That might seem like a vague forecast, especially considering their precision in naming the radiation effective dose — a measure of cancer risk — in these “most affected” areas. It ranged from 12 to 25 millisieverts (mSv) — or 12 to 25 thousandths of a sievert — in the first year after the earthquake, which hints at why their predictions of elevated lifetime cancer risk seem fuzzy. Many areas of the world bask in background radiation from natural sources (e.g., cosmic and terrestrial) that meet or exceed these doses, without any detrimental effects. For example, the journal Health Physics published a study in its January 2002 issue highlighting the city of Ramsar, Iran, where residents in some areas absorb 260 mSv annually. Researchers found no significant differences in cancer rates for people in high versus normal background radiation regions in and near the city, and laboratory tests revealed a natural radio-immunity to one-time large doses of radiation in white blood cells of those with chronic exposure to high background levels.

Worst-case Scenario

But nay-sayers worry another violent earthquake could drain Fukushima’s spent fuel pools completely, ostensibly a much more extreme scenario than that which played out in the hours after the Tohoku earthquake. According to Paul Blustein of Slate, this was precisely the concern of scientists at the Lawrence Livermore National Laboratory, a premier U.S. research facility specializing in airborne hazards. Livermore scientists launched into action after the Fukushima hydrogen explosions to determine whether to evacuate three U.S. military bases near Tokyo, roughly 150 miles from the plant.

Their motivation was not the explosions or immediate release of radioactivity but fears about the structurally compromised spent fuel pools. Could an aftershock drain them, exposing U.S. military personnel to harmful levels of radiation? Doses exceeding U.S. Environmental Protection Agency (EPA) guidelines would mandate evacuation.

Even the worst-case scenario generated by their computer models — a complete meltdown in extremely adverse weather conditions — predicted radiation doses below EPA limits. Evacuation averted. The EPA website identifies its standard as a full-body dose of gamma radiation measuring 1 rem (i.e., 10 mSv) of acute exposure within a few days. For comparison’s sake, a full-body CT scan delivers 10 to 30 mSv of gamma radiation within a few minutes.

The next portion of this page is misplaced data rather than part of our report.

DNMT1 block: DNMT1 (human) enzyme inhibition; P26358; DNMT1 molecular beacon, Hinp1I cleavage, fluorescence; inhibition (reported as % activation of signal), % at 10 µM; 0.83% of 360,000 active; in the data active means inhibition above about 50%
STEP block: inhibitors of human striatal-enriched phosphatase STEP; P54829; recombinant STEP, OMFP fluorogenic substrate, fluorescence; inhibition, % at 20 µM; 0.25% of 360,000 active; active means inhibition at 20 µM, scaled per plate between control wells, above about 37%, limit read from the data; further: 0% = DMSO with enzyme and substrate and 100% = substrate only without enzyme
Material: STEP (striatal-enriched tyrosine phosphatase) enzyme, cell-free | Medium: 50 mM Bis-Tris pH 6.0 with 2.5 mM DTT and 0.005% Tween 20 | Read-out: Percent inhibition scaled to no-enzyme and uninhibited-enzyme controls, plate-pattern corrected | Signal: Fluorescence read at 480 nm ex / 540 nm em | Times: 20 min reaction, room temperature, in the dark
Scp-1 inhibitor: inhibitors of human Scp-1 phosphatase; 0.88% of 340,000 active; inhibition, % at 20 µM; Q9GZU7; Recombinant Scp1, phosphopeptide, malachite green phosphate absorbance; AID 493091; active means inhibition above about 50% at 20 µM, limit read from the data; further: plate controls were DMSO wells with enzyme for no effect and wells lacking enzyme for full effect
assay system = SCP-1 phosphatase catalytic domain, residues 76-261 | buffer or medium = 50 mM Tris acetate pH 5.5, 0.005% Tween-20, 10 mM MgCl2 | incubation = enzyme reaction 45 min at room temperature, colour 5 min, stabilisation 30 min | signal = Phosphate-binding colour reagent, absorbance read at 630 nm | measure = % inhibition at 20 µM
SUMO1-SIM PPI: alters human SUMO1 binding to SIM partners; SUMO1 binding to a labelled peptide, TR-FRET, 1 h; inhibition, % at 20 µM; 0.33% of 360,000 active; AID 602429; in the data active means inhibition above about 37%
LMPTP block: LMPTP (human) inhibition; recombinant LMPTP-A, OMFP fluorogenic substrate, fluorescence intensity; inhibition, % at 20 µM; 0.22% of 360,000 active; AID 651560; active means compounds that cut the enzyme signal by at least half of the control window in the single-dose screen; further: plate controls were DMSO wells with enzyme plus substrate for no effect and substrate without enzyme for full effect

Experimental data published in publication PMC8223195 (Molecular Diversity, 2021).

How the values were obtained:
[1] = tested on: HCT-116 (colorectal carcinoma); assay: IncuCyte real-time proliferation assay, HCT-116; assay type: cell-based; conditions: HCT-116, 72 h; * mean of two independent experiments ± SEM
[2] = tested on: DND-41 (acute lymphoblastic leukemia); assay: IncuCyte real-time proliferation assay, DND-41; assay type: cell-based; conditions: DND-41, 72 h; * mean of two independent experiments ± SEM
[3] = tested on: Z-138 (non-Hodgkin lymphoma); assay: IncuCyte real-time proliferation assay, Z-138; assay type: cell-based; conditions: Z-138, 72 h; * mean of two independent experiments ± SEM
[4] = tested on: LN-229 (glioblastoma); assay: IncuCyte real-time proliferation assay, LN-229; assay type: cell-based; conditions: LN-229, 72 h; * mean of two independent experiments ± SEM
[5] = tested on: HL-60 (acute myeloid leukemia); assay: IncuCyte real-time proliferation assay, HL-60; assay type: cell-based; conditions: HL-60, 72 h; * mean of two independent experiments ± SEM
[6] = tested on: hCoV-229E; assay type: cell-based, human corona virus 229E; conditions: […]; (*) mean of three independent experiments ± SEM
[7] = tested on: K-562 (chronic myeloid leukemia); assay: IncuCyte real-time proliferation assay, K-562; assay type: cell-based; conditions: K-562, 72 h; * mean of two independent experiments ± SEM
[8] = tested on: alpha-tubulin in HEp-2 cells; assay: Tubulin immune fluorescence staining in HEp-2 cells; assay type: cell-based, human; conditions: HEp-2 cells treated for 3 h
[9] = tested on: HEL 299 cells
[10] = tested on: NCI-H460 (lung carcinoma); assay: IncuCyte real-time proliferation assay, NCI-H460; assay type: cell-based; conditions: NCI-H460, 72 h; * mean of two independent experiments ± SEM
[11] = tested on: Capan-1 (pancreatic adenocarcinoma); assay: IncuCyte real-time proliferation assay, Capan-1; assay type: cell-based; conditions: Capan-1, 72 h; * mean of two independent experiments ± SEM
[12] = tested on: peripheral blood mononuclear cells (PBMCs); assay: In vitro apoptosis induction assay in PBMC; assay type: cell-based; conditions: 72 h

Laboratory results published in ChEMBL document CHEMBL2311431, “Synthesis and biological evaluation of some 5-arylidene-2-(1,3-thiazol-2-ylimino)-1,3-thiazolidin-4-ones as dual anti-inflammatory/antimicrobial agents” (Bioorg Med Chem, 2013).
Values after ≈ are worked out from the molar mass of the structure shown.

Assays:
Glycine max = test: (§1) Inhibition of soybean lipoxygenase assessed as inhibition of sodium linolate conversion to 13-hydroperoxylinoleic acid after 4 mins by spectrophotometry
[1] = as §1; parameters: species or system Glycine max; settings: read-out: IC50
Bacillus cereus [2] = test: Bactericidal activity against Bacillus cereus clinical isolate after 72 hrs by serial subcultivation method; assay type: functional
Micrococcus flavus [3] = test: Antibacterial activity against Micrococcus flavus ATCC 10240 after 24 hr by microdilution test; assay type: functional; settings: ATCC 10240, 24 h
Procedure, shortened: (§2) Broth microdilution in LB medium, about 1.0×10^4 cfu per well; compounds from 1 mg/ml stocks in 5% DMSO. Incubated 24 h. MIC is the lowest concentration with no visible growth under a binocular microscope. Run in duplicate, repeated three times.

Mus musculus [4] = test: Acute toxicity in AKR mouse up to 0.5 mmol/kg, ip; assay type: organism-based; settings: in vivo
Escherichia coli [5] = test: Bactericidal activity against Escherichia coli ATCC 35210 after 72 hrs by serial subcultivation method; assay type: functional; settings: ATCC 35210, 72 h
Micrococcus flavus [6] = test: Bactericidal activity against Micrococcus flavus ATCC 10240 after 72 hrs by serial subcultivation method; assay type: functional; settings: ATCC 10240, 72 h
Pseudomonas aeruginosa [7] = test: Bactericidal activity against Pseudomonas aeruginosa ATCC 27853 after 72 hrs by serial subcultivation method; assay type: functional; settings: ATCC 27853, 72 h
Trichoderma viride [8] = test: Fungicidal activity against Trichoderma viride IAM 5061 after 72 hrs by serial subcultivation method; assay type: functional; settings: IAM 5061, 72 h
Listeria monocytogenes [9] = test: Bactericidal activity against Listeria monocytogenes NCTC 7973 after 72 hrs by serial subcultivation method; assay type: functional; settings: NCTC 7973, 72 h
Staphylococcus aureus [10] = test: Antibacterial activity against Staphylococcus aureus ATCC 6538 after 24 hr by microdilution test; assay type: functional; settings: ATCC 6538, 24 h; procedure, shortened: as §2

Worse Than Chernobyl?

Before Livermore staff completed their research, Obama’s chief science advisor John Holdren feared a spent-fuel catastrophe. Blustein reported the science czar e-mailed a colleague: “We are now looking, as you’ve probably surmised from information available publicly, at a high likelihood of releases as large as Chernobyl or even larger.” Yet after reviewing the study, he admitted at worst “sheltering in place might be all you’d want to do.” Obviously, Livermore proved how wrong “information available publicly” can be.

Gundersen, on the other hand, concocts shameless fictions comparing Fukushima to Chernobyl. He claimed in a 2012 interview with Democracy Now, “The amount of radiation released was clearly as much as Chernobyl, but most of it headed out to sea.” About the same time, the IAEA estimated total radioactive release from Fukushima to be roughly 5.5 percent that of Chernobyl, as reported by the science journal Nature. Furthermore,

The Fukushima fallout is notable for what it doesn’t contain. Some very nasty contaminants like strontium-90, americium-241 and various plutonium isotopes are all absent in any significant quantity because the concrete vessels around the reactors appear to be largely intact. In Chernobyl, the explosion and subsequent fire spewed these extremely dangerous isotopes far and wide.

Those “nasty contaminants” spewed far and wide because in building the Chernobyl plant the Soviet government, with shameless disregard for human life and basic safety principles, failed to build a containment structure around the reactor. (All reactors in Japan and the United States include containment buildings.)

But that is not the only difference between the two plants. Following the 2011 quake, retired nuclear engineer James Russell told The New American, “What happened at Chernobyl could not happen in Japan because Chernobyl was a carbon block moderated reactor,” and Fukushima is composed of light-water reactors. The latter uses water as a moderator and coolant, which means the laws of physics dictate the nuclear reaction stops when there is a loss of coolant water. The former used combustible graphite as a moderator because Chernobyl was built to generate more than electricity; the Soviet government also produced bomb-grade plutonium there. The reactor itself caught on fire, spewing those “nasty contaminants” from its core.

Thirty-one workers died in the Chernobyl blast, making it “the only nuclear power station disaster that ever resulted in an occupational death toll,” according to former UNSCEAR chairman Dr. Zbigniew Jaworowski. In the January 2010 issue of Dose-Response, he exposes other facts that highlight ironic similarities between Chernobyl and Fukushima. First, nobody in the surrounding countryside died from fallout. Second, the radiation limits for evacuating Russians were less than the natural background radiation in many places of the world such as areas of Iran, Norway, Brazil, and southwestern France.